Public blockchains allow insertion of arbitrary data. Even specific-purpose blockchains like Bitcoin already contain a lot of non-financial data. Although this data insertion can be beneficial in some use cases (e.g. proof of existence), it can also cause damage. If a blockchain contained videos with instructions on how to torture someone, there would immediately be broad consensus that this data must be deleted. But since blockchains are supposed to be immutable databases, the question is: what can be done if this happens?
The security of your crypto-assets depends on one piece of information that you must protect: your private key. If your private key is stolen, all your assets can be stolen. If your private key is lost, all your assets are lost.
Catalina Juarros – Ismael Bejarano – Pablo Yabo Overview The Dogethereum bridge project purports to solve a problem presented by the Dogecoin community in 2015 and for which Alex van de Sande started a bounty: to exchange Dogecoins and Ethereum ERC20 tokens back and forth on a one-to-one basis in a decentralized manner. Such an […]
Introduction CoinFabrik has been hired to audit the contracts for the Decentraland Land Auction. In the following sections we will provide a description of the contracts and their purpose, the audit methodology, detailed information about the issues found and, to wrap up, our conclusions on the contracts. Overview The contracts audited are from the “Land […]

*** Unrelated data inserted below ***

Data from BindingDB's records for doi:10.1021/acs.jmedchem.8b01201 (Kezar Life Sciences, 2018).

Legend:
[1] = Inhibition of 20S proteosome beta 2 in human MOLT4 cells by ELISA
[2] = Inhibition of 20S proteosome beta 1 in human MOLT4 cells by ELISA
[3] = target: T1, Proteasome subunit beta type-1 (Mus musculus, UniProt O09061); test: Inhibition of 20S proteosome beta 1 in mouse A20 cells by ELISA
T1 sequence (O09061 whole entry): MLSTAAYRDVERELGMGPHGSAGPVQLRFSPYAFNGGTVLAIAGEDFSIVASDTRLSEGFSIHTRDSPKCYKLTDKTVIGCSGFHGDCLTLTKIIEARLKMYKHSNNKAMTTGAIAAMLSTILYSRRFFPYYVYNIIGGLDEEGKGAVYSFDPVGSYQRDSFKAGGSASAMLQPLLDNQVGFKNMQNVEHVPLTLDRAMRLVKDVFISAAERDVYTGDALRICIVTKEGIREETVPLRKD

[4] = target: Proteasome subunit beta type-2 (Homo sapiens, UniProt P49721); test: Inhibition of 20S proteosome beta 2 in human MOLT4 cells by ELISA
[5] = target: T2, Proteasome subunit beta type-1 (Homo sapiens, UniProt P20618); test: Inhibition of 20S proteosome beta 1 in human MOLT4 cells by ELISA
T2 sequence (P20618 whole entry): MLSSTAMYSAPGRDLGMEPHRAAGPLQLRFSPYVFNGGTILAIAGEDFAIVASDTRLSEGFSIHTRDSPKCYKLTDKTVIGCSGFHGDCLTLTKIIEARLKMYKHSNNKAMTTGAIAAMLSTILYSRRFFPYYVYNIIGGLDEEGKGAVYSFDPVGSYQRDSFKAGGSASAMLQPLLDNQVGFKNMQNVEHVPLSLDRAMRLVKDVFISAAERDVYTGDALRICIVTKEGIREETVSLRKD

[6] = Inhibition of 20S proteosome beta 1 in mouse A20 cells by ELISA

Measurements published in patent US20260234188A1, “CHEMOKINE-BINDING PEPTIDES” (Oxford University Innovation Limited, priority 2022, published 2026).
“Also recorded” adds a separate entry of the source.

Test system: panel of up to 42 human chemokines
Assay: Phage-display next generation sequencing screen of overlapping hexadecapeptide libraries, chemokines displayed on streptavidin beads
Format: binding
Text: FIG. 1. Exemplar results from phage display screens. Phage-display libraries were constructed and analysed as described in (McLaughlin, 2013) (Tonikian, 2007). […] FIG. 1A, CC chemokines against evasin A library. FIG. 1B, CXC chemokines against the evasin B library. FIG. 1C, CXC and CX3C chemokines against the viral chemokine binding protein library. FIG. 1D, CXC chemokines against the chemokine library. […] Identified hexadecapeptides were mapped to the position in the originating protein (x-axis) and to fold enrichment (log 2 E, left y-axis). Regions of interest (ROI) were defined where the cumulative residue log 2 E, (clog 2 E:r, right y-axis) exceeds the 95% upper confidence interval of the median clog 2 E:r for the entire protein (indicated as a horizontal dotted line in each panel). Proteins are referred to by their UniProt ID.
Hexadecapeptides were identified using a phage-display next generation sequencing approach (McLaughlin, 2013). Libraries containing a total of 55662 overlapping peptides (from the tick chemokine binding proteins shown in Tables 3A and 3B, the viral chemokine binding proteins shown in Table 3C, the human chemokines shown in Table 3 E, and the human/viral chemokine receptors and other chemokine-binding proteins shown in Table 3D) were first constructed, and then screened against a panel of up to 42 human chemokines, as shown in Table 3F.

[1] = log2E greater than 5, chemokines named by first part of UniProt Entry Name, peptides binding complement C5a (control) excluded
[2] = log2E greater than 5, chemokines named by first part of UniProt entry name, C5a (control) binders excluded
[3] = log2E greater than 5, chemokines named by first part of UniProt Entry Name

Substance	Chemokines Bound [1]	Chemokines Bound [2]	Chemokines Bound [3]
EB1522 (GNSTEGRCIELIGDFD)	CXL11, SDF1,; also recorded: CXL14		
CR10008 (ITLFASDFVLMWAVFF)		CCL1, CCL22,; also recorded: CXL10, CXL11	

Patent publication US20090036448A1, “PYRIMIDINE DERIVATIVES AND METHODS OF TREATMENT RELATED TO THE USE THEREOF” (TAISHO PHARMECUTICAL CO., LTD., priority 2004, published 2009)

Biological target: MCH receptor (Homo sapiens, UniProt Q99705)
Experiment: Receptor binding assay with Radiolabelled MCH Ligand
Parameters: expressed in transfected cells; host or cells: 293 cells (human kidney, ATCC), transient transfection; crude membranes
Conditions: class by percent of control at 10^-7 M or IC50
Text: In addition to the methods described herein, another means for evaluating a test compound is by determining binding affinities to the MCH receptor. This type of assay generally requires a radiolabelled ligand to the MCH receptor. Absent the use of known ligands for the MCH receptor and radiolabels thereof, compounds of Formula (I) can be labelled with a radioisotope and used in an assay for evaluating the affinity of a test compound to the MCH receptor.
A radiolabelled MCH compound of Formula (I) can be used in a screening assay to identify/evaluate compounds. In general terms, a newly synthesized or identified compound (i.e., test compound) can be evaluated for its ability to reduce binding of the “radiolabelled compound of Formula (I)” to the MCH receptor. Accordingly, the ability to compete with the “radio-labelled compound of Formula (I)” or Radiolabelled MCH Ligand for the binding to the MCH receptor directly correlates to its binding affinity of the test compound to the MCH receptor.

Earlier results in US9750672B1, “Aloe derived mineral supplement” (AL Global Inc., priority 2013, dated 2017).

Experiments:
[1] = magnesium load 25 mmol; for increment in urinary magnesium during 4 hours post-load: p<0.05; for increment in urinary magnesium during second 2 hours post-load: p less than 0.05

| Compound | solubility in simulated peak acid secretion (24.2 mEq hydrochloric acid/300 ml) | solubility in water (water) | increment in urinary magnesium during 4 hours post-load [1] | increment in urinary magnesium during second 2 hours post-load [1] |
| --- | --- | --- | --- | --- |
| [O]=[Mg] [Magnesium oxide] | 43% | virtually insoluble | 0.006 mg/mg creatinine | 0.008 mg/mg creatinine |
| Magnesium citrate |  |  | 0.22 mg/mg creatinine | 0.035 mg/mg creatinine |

Prior to the Bitcoin blockchain of “Satoshi Nakamoto”, distributed ledger systems were lacking two important properties which are essential for a decentralized digital cash system. The first property which existing distributed ledger systems were missing, was the ability to scale to a network of millions of users. And secondly, systems at the time were not permissionless
CoinFabrik has been hired to audit the INLOCK token sale smart contracts. We started this audit report writing a summary of the smart contracts provided by the client and a list of the analysis methods used to audit the contracts. Next, we detailed our findings ordering the issues by severity, followed by all the observations we considered important to add. We ended this audit with a conclusion explaining how do the auditors value the code reviewed, and what are the most important things that need to be corrected to it to make it work flawlessly and securely.